2. 92% have more confidence in information found online than they do in anything from a salesclerk or other source (Wall Street Journal, Jan. 2009)
3. 90% of online consumers trust recommendations from people they know; 70% trust unknown users, 27% trust experts, 14% trust advertising, 8% trust celebrities (Econsultancy, July 2009, Erik Qualman, Socialnomics)
4. 75% of people don’t believe that salons tell the truth in advertisements (Yankelovich)
5. 70% consult reviews or ratings before purchasing (BusinessWeek, Oct. 2008)
6. Seven in 10 who read reviews share them with friends, family and colleagues, thus amplifying their impact (Deloitte & Touche, 2011)
7. 51% of clients use the Internet even before making an appointment at a salon (Verdict Research, May 2009)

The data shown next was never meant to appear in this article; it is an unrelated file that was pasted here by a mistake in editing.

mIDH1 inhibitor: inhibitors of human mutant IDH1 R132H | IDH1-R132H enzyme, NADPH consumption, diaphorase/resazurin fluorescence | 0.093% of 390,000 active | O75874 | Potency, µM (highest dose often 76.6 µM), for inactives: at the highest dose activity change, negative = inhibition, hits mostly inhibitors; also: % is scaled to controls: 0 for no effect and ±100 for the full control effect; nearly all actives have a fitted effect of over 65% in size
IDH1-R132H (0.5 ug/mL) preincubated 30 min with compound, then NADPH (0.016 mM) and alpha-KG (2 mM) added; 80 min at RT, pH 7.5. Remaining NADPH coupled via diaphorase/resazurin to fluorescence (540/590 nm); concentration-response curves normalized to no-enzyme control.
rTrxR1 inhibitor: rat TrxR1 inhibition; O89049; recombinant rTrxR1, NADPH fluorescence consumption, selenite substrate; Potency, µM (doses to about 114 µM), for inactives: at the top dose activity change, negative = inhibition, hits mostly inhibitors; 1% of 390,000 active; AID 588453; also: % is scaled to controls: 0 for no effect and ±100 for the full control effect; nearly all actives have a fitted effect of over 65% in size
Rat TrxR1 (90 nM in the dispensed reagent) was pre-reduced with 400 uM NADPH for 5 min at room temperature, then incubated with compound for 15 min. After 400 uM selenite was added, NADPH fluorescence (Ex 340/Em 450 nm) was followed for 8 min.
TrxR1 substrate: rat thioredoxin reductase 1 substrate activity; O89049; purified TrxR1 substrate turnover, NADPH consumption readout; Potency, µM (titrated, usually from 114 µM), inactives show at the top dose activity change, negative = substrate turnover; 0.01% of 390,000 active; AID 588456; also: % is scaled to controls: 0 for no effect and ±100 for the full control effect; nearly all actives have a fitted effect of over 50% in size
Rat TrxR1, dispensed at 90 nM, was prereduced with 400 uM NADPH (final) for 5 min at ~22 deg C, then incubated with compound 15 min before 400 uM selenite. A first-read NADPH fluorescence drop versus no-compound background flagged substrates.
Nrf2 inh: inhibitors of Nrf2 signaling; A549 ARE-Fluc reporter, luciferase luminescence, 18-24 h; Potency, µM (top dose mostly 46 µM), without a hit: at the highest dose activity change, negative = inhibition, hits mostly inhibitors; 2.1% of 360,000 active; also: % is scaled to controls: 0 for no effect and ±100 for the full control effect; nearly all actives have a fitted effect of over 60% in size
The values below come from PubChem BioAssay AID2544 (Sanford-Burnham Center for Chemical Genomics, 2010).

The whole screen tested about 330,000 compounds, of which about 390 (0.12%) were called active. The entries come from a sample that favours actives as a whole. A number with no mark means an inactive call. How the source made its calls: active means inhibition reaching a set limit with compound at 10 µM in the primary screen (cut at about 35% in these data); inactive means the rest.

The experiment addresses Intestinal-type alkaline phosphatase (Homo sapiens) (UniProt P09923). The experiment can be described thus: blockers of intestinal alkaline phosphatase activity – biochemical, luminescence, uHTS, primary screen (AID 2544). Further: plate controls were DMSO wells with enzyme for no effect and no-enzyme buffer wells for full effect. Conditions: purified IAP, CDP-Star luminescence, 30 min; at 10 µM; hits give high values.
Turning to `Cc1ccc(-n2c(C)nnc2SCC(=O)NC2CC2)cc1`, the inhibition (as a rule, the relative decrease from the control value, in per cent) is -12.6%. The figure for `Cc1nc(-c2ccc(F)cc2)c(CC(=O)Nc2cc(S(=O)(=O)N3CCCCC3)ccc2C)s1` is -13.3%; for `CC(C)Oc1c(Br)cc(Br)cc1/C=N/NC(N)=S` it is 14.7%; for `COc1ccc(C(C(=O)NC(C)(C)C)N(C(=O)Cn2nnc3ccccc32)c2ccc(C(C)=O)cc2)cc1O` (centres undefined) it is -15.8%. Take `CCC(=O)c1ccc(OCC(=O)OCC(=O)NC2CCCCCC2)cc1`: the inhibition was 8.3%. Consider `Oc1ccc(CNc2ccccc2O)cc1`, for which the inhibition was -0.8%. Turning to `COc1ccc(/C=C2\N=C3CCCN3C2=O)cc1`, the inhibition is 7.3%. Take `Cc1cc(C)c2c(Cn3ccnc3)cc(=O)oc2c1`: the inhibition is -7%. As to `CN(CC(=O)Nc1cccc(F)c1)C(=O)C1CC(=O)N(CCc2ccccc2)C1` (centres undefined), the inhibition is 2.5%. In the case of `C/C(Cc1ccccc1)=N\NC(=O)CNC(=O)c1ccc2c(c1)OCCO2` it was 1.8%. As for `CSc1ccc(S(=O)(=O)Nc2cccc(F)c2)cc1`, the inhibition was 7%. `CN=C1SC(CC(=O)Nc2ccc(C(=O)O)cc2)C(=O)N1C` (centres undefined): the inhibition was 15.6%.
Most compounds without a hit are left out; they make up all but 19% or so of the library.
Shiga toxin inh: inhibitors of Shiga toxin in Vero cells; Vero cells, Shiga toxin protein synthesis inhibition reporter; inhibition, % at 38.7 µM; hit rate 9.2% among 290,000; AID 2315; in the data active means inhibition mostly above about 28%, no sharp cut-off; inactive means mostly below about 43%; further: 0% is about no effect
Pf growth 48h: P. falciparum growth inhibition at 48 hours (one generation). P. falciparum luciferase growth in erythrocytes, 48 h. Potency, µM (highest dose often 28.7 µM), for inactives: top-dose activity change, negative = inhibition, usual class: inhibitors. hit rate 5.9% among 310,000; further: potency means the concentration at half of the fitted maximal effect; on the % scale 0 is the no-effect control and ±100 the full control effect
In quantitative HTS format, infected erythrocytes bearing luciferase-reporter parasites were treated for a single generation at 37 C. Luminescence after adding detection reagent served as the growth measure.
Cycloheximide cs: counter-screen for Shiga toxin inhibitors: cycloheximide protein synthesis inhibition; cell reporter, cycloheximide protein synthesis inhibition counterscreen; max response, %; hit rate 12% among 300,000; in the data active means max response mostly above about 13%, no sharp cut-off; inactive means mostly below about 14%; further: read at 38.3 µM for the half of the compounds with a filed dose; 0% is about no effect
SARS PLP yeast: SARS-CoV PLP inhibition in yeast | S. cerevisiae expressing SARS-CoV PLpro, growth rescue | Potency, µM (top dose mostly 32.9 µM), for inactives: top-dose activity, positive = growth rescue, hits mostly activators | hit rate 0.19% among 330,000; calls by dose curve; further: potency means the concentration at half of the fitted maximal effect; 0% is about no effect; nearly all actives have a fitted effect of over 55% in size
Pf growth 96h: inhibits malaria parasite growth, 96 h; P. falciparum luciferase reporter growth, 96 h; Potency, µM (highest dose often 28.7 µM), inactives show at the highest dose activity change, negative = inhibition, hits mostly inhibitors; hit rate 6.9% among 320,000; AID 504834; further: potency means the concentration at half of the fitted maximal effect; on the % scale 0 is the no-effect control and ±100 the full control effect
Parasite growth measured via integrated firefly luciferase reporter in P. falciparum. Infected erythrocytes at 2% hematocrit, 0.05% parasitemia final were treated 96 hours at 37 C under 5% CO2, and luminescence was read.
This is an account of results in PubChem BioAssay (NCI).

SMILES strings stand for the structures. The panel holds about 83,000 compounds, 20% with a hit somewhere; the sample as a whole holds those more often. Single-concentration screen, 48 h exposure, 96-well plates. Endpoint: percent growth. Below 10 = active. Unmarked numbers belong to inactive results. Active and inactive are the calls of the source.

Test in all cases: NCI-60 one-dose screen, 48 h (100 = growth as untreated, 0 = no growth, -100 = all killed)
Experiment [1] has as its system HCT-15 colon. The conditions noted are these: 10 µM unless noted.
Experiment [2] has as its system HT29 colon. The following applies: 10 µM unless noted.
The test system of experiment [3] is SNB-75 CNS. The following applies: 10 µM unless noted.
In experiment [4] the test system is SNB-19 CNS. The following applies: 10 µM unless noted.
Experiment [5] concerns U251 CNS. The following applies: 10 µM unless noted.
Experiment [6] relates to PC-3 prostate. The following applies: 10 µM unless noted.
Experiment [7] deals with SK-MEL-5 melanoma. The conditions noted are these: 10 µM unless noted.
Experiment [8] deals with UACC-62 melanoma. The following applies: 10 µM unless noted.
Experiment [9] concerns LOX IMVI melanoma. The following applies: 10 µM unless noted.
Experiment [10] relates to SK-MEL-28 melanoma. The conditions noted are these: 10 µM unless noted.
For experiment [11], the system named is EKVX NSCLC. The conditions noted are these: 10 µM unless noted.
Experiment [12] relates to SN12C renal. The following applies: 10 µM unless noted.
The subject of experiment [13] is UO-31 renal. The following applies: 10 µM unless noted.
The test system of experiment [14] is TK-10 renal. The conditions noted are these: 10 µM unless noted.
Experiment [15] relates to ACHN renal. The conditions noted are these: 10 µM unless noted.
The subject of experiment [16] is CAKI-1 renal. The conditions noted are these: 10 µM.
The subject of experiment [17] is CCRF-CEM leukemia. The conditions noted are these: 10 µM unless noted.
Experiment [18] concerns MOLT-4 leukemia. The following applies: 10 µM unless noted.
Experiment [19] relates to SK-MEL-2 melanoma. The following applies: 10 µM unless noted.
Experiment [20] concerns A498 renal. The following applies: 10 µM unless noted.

8. 45% say they are influenced a fair amount or a great deal by reviews on social sites from people they follow (46% say reviews in newspapers or magazines influence them). (Harris Poll, April 2010)
9. 34% have turned to social media to air their feelings about a company; 56% of them express dissatisfaction, and 17% share companies or products they like. (Harris Poll, April 2010)
10. Why do they share? 46% feel they can be brutally honest on the Internet saying things they would never say in person. 38% aim to influence others when they express their preferences online (Harris Poll, April 2010)

Jason Olsen is the founder of Image Studios 360, a studio salon concept based out of Salt Lake City, Utah, which is now franchising nationwide. For more salon business tips visit the Image Studios 360 blog: